Selling Short the Chanel Experience
Karl Lagerfeld’s love of the photo booths continues…
‘In May 2011 at the amfAR Gala Karl Lagerfeld presented a series of black and white «Photo-booth» portraits of celebrities which was followed by a Chanel’s Fall 2011-2012 Advertising Campaign – “Cocomaton” . The campaign was shot by Karl Lagerfeld, featured Freja Beha Erichsen, and famously styled by Carine Roitfeld. I am curious to know if the Andy Warhol Photo booth pictures published posthumously in 1989 by the Robert Miller Gallery of New York and Le fabuleux destin d’Amélie Poulain were an inspiration point for these images’.- Olya Bell
Read more to see the Chanel PhotoBooth PRINT Campaign Images
Hannah and I have always been fans of a good photo both photo. Unfortunately, the Chanel Facebook app was not available to me. So I improvised!
‘Olya and I can become quite excited by fashion print campaigns, but clearly, in this day and age a brand cannot be built on print media alone. When you look at the other strategies Chanel is currently using it includes elements like a smartphone-optimized Web site, mobile applications and the use of social media like Facebook and Twitter. All these tactics are aimed at increasing the number of touch-points with the consumer and ultimately (you would hope) designed to complement the Chanel in-store experience. When you examine Chanel’s recent digital strategy (like the Photo Booth Facebook Ap) t would appear that Chanel is attempting to be more accessible to a broader audience and a widen its customer base.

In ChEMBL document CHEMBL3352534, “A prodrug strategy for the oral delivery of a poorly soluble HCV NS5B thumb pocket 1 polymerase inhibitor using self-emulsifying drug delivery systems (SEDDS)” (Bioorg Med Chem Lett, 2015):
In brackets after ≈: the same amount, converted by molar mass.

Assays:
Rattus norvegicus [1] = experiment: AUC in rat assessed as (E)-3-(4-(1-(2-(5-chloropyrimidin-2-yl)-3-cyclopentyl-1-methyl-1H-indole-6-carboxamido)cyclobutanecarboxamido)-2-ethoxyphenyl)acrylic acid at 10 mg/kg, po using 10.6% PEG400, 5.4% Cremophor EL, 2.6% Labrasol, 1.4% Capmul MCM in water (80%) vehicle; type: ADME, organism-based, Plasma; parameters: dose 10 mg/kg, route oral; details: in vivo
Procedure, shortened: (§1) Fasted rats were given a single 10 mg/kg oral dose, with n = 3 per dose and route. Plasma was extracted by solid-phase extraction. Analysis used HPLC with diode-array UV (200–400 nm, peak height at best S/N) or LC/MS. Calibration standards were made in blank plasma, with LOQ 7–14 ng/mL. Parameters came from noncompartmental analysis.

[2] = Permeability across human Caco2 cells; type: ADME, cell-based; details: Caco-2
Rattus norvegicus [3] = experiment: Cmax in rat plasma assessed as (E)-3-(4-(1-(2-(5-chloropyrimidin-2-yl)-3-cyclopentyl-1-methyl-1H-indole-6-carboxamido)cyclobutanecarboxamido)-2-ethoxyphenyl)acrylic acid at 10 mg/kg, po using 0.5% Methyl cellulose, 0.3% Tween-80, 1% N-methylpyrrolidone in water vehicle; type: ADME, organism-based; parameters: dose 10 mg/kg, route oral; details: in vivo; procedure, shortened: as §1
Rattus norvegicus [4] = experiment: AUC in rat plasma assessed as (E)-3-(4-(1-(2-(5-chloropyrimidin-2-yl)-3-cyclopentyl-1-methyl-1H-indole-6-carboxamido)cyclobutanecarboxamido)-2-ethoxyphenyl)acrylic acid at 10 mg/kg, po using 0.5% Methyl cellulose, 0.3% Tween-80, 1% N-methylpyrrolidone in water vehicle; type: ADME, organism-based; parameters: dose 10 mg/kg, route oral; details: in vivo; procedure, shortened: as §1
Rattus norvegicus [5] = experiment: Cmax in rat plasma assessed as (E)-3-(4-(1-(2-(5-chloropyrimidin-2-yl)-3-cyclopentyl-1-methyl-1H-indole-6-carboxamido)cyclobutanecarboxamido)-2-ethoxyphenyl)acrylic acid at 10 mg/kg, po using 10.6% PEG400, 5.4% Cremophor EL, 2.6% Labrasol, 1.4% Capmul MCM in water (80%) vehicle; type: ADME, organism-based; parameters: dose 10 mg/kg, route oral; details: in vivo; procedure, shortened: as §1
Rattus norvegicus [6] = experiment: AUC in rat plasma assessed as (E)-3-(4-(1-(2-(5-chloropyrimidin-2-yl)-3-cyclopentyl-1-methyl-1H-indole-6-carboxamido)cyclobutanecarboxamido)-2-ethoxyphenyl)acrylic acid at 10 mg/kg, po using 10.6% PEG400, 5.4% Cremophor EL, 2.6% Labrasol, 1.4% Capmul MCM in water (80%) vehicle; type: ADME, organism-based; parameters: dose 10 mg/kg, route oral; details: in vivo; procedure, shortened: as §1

Unlike other luxury brands such as Hermes, you cannot purchase on the Chanel site – so we thought you might be interested to hear how this marketing activity translated to a recent in-store experience. Like most women, I have always had a bit of a soft spot for all things Chanel and I absolutely loved the simplicity of the Fall 2011-2012 Chanel campaign. Personally, I found these images reminiscent of the simplicity of Coco Chanel herself… or at the very least a great modern interpretation of the Chanel aesthetic’. – Hannah Brooks.
I know that pop-culture would have us believe we live in a world in which reality stars have an endless supply of matching Chanel. In actuality, for the vast majority of us, our Chanel purchases tend to take the form of a new lipstick, our favourite fragrance, a pair of sunglasses, or if we’re feeling really extravagant, a pair of shoes.
In-Store Shopping Tales
With the opening of the Bondi Junction and Sydney City Westfield centres – Sydney has seen an explosion of new stores from international luxury brands. At Christmas, I had an Australian (ex-pat friend, who currently lives in Asia), come to visit and we were both appalled by the Chanel experience on offer here. Unlike most of us, this friend is absolutely the type to make a spontaneous luxury handbag purchase.